Confident and cool at Chloé
One felt like an extra in Blade Runner maneuvering past rush-hour pedestrians in a sudden downpour to enter the headquarters of Chloé on a damp Thursday morning in Paris. But, once inside, there was an oasis of calm assurance.
Any editor who mattered in fashion showed up for this 9AM show to witness a highly confident debut by Natacha Ramsay-Levi at the house of Chloé.
Designers can sometimes be trapped by slavish devotion to the codes of the house. Ramsay-Levi is clearly empowered by them. One sensed elements of the many great designers that have preceded her at Chloé – Karl Lagerfeld, Martine Sitbon, Stella McCartney and, above all the founder Gaby Aghion – in this collection, yet always on the debutant’s terms.
Ramsay-Levi clothes are cut clean and lean, yet still managed to flow – whether the ravishing prairie dresses finished with power shoulders in stiff lace; or the summer frocks with intriguing petal and bloom prints. Her prettiest pieces were the excellent cocktail dresses done in perfectly judged mixes of lace, silk snakeskin and bold mono-colors. All based on some great revamped, cut out cowboy boots in snakeskin. The same material seen in jaunty minis. Ramsay-Levi also whipped up some great velvet suits, several versions with a classic Chloé signature – a tiny prancing horse – were thoroughly chic. As were some very fine leather mannish four button coats, whose sheen underlined the rather 70s mood of this collection.
“Très chic, fluid yet strong. I liked it very much,” enthused Sitbon.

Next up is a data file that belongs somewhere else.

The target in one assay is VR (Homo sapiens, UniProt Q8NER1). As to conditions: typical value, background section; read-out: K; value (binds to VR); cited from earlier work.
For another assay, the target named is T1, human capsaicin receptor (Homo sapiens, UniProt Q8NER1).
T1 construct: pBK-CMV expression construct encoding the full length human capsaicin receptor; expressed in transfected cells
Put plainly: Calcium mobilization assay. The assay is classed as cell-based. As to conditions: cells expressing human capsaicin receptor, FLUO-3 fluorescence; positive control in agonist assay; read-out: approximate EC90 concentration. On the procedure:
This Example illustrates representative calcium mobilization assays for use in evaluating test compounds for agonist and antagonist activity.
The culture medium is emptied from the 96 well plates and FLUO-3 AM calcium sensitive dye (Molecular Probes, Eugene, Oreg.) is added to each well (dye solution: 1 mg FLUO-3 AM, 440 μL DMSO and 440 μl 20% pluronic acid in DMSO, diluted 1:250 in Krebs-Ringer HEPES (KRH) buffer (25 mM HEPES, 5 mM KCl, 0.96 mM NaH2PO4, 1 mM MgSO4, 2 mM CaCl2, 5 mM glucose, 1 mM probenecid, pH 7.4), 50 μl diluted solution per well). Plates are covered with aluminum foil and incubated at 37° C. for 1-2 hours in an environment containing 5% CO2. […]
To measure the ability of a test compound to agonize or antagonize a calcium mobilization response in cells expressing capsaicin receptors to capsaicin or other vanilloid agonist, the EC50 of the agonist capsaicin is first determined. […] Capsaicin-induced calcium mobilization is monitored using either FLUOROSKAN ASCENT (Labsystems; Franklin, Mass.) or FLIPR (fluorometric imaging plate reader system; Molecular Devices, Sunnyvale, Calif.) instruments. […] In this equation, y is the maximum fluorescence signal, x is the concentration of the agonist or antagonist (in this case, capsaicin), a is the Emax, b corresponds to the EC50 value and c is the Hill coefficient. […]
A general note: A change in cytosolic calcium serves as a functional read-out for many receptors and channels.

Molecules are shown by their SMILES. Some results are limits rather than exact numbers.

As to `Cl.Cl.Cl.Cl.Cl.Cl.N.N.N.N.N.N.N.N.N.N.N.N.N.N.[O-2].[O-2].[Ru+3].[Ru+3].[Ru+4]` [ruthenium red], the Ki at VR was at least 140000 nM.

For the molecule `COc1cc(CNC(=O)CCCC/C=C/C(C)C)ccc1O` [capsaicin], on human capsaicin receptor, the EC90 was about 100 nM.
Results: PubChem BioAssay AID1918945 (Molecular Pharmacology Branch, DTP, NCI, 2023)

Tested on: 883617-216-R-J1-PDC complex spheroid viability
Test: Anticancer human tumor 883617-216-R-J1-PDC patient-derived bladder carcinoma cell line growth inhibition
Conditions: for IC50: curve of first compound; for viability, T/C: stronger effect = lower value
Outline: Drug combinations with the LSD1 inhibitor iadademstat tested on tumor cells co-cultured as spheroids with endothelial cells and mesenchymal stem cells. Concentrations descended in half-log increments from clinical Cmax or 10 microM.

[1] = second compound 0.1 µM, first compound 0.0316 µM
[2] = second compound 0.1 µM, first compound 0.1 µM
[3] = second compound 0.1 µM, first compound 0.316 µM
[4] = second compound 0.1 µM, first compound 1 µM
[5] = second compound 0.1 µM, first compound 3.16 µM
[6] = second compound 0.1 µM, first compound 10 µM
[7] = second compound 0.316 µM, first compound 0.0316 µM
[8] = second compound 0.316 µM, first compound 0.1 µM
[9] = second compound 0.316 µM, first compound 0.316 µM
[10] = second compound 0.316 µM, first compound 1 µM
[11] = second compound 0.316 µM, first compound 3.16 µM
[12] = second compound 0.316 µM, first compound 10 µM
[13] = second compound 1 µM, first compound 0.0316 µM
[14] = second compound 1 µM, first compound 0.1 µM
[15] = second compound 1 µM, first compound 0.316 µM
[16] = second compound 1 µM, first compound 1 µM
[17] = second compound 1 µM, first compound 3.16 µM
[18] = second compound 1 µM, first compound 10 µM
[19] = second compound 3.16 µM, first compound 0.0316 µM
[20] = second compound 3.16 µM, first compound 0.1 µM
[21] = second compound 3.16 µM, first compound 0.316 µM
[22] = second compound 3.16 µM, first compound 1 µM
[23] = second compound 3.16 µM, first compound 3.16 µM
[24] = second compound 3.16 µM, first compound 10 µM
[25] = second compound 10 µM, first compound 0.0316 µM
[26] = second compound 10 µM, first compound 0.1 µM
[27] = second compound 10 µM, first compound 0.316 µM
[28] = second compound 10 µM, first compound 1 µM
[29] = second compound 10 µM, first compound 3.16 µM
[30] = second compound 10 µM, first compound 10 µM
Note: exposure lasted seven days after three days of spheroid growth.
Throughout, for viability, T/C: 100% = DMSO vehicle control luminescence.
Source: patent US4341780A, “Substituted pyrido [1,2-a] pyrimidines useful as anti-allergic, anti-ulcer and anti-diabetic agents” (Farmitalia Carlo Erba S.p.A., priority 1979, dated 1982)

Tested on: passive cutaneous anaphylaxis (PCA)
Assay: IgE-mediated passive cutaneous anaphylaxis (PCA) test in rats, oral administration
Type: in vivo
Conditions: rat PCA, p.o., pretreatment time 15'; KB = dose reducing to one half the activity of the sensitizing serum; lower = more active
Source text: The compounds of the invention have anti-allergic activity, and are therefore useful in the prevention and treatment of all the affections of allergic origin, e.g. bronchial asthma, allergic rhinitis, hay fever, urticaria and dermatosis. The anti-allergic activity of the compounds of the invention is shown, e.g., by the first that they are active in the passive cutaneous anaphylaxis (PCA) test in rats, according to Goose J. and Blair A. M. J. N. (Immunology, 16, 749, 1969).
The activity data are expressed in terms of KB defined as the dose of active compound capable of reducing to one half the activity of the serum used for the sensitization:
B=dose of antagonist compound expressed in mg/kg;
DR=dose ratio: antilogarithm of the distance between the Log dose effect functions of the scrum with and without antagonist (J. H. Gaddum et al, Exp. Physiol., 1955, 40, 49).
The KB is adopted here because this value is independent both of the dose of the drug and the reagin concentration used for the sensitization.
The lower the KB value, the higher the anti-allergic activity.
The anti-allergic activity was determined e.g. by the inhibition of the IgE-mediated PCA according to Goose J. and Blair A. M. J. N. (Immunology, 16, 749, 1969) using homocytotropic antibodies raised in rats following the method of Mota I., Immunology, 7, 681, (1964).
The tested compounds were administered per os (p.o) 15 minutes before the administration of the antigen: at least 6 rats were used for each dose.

Nothing terribly revolutionary; not quite a fashion moment. But that’s not what one expects from Chloé – a house founded by Gaby Aghion to dress women and democratize fashion.
“I began by going to the archives. I really wanted to express all my love for Chloé – all its different designers, without hierarchy. Gaby had this generosity to find designers and give them this opportunity. Before Karl arrived she worked with many designers, and I did not want to betray that. For me fashion is a way to express your own personality. You dress in order to have a dialogue with the world and feel confident and be empowered. So, I feel women are strong in general and I wanted these clothes to show that,” explained the designer, who joined the house after spending 15 years with Nicolas Ghesquière, ending up as his design director at Louis Vuitton.
Indeed, the collection also underlined her influence at Vuitton, since the similarity in silhouette, color palette and overall Parisian mood was striking. However, the Chloé clothes were considerably easier to wear, and far less androgynous – and quite frankly all the better for that. In a word, a commercial and cool hit.
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